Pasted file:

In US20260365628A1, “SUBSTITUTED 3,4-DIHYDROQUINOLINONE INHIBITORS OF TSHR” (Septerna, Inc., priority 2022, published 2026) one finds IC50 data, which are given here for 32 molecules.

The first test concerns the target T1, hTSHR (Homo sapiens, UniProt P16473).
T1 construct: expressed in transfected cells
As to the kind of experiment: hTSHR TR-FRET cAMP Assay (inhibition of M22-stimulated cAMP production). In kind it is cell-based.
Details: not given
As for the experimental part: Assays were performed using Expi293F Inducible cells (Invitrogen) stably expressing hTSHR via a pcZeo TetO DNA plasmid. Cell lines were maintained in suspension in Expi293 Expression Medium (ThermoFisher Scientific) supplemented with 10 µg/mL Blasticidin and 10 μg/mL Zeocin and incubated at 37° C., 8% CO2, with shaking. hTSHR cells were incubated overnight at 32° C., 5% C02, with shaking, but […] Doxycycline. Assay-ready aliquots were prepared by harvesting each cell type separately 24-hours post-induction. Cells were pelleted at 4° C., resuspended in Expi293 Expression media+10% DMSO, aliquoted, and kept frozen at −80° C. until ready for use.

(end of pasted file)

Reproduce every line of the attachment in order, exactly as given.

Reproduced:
In US20260365628A1, “SUBSTITUTED 3,4-DIHYDROQUINOLINONE INHIBITORS OF TSHR” (Septerna, Inc., priority 2022, published 2026) one finds IC50 data, which are given here for 32 molecules.

The first test concerns the target T1, hTSHR (Homo sapiens, UniProt P16473).
T1 construct: expressed in transfected cells
As to the kind of experiment: hTSHR TR-FRET cAMP Assay (inhibition of M22-stimulated cAMP production). In kind it is cell-based.
Details: not given
As for the experimental part: Assays were performed using Expi293F Inducible cells (Invitrogen) stably expressing hTSHR via a pcZeo TetO DNA plasmid. Cell lines were maintained in suspension in Expi293 Expression Medium (ThermoFisher Scientific) supplemented with 10 µg/mL Blasticidin and 10 μg/mL Zeocin and incubated at 37° C., 8% CO2, with shaking. hTSHR cells were incubated overnight at 32° C., 5% C02, with shaking, but […] Doxycycline. Assay-ready aliquots were prepared by harvesting each cell type separately 24-hours post-induction. Cells were pelleted at 4° C., resuspended in Expi293 Expression media+10% DMSO, aliquoted, and kept frozen at −80° C. until ready for use.